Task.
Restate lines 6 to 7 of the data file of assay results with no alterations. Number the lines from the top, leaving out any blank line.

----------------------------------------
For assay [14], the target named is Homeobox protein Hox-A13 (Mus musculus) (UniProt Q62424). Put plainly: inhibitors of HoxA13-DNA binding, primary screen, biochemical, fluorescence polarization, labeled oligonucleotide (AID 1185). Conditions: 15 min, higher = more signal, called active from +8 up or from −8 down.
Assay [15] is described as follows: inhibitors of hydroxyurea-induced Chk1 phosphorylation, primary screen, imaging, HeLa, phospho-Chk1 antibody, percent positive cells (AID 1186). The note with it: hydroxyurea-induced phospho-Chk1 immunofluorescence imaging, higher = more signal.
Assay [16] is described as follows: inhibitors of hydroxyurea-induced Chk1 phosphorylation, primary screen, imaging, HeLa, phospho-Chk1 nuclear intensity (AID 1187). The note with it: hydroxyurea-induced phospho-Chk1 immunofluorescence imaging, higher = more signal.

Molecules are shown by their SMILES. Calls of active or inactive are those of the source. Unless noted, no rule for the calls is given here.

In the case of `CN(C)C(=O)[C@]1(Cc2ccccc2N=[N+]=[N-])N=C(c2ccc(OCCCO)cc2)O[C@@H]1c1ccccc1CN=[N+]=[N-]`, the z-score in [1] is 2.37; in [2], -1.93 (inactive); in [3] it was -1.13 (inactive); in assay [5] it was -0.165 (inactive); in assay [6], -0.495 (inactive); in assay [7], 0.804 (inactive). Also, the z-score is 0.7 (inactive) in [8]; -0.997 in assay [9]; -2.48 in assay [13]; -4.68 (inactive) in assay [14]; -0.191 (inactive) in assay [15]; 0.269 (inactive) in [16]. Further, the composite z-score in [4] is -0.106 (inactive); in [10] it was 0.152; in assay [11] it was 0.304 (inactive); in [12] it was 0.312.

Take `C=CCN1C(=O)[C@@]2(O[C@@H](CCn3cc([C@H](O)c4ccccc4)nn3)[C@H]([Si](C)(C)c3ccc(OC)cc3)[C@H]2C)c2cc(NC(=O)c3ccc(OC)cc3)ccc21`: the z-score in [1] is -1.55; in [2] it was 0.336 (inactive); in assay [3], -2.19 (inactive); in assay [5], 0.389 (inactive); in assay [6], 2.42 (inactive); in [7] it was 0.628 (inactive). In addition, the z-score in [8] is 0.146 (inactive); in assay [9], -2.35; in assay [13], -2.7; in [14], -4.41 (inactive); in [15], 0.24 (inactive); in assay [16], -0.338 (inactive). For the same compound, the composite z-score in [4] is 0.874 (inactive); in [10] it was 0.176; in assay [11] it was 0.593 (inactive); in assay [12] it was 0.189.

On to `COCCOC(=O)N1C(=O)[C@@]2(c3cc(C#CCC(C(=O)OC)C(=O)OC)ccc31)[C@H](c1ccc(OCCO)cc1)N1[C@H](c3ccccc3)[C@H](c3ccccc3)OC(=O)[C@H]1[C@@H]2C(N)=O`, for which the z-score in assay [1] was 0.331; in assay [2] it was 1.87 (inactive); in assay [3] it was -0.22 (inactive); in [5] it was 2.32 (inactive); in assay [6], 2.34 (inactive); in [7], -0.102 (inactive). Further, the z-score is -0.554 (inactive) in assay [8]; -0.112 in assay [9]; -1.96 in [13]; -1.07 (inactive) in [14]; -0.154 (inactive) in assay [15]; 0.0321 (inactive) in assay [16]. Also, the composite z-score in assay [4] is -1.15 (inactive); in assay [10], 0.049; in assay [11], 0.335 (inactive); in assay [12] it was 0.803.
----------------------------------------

Take `C=CCN1C(=O)[C@@]2(O[C@@H](CCn3cc([C@H](O)c4ccccc4)nn3)[C@H]([Si](C)(C)c3ccc(OC)cc3)[C@H]2C)c2cc(NC(=O)c3ccc(OC)cc3)ccc21`: the z-score in [1] is -1.55; in [2] it was 0.336 (inactive); in assay [3], -2.19 (inactive); in assay [5], 0.389 (inactive); in assay [6], 2.42 (inactive); in [7] it was 0.628 (inactive). In addition, the z-score in [8] is 0.146 (inactive); in assay [9], -2.35; in assay [13], -2.7; in [14], -4.41 (inactive); in [15], 0.24 (inactive); in assay [16], -0.338 (inactive). For the same compound, the composite z-score in [4] is 0.874 (inactive); in [10] it was 0.176; in assay [11] it was 0.593 (inactive); in assay [12] it was 0.189.

On to `COCCOC(=O)N1C(=O)[C@@]2(c3cc(C#CCC(C(=O)OC)C(=O)OC)ccc31)[C@H](c1ccc(OCCO)cc1)N1[C@H](c3ccccc3)[C@H](c3ccccc3)OC(=O)[C@H]1[C@@H]2C(N)=O`, for which the z-score in assay [1] was 0.331; in assay [2] it was 1.87 (inactive); in assay [3] it was -0.22 (inactive); in [5] it was 2.32 (inactive); in assay [6], 2.34 (inactive); in [7], -0.102 (inactive). Further, the z-score is -0.554 (inactive) in assay [8]; -0.112 in assay [9]; -1.96 in [13]; -1.07 (inactive) in [14]; -0.154 (inactive) in assay [15]; 0.0321 (inactive) in assay [16]. Also, the composite z-score in assay [4] is -1.15 (inactive); in assay [10], 0.049; in assay [11], 0.335 (inactive); in assay [12] it was 0.803.